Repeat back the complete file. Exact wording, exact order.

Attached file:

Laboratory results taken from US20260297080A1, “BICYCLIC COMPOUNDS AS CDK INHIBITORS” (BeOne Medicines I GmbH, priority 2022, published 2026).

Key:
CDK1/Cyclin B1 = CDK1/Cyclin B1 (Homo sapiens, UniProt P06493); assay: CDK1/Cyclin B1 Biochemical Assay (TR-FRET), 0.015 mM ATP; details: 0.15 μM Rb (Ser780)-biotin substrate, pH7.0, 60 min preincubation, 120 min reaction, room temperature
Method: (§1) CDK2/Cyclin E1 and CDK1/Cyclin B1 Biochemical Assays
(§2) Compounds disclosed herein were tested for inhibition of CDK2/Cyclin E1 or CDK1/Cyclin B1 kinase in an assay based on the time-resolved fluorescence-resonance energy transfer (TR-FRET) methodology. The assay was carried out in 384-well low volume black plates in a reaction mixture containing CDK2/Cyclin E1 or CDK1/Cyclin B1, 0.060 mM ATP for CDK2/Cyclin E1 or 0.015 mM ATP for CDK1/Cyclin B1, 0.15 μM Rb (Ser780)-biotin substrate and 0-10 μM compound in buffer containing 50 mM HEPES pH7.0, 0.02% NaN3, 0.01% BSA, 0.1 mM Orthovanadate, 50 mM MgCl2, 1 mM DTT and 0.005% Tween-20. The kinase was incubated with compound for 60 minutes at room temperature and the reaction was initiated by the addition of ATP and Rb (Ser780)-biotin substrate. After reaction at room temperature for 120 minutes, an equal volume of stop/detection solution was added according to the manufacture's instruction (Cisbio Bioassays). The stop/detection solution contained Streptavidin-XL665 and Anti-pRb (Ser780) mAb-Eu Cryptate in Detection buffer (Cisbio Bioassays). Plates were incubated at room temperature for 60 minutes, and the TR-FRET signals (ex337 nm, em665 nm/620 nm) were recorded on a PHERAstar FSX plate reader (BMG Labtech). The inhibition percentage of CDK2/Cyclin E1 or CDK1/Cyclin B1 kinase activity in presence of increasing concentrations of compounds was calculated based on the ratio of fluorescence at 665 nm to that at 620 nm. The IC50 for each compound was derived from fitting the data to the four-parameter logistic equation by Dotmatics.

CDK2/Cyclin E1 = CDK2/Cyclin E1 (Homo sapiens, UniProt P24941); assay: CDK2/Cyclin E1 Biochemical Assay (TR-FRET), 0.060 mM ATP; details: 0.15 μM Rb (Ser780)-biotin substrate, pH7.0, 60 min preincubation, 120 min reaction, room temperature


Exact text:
Laboratory results taken from US20260297080A1, “BICYCLIC COMPOUNDS AS CDK INHIBITORS” (BeOne Medicines I GmbH, priority 2022, published 2026).

Key:
CDK1/Cyclin B1 = CDK1/Cyclin B1 (Homo sapiens, UniProt P06493); assay: CDK1/Cyclin B1 Biochemical Assay (TR-FRET), 0.015 mM ATP; details: 0.15 μM Rb (Ser780)-biotin substrate, pH7.0, 60 min preincubation, 120 min reaction, room temperature
Method: (§1) CDK2/Cyclin E1 and CDK1/Cyclin B1 Biochemical Assays
(§2) Compounds disclosed herein were tested for inhibition of CDK2/Cyclin E1 or CDK1/Cyclin B1 kinase in an assay based on the time-resolved fluorescence-resonance energy transfer (TR-FRET) methodology. The assay was carried out in 384-well low volume black plates in a reaction mixture containing CDK2/Cyclin E1 or CDK1/Cyclin B1, 0.060 mM ATP for CDK2/Cyclin E1 or 0.015 mM ATP for CDK1/Cyclin B1, 0.15 μM Rb (Ser780)-biotin substrate and 0-10 μM compound in buffer containing 50 mM HEPES pH7.0, 0.02% NaN3, 0.01% BSA, 0.1 mM Orthovanadate, 50 mM MgCl2, 1 mM DTT and 0.005% Tween-20. The kinase was incubated with compound for 60 minutes at room temperature and the reaction was initiated by the addition of ATP and Rb (Ser780)-biotin substrate. After reaction at room temperature for 120 minutes, an equal volume of stop/detection solution was added according to the manufacture's instruction (Cisbio Bioassays). The stop/detection solution contained Streptavidin-XL665 and Anti-pRb (Ser780) mAb-Eu Cryptate in Detection buffer (Cisbio Bioassays). Plates were incubated at room temperature for 60 minutes, and the TR-FRET signals (ex337 nm, em665 nm/620 nm) were recorded on a PHERAstar FSX plate reader (BMG Labtech). The inhibition percentage of CDK2/Cyclin E1 or CDK1/Cyclin B1 kinase activity in presence of increasing concentrations of compounds was calculated based on the ratio of fluorescence at 665 nm to that at 620 nm. The IC50 for each compound was derived from fitting the data to the four-parameter logistic equation by Dotmatics.

CDK2/Cyclin E1 = CDK2/Cyclin E1 (Homo sapiens, UniProt P24941); assay: CDK2/Cyclin E1 Biochemical Assay (TR-FRET), 0.060 mM ATP; details: 0.15 μM Rb (Ser780)-biotin substrate, pH7.0, 60 min preincubation, 120 min reaction, room temperature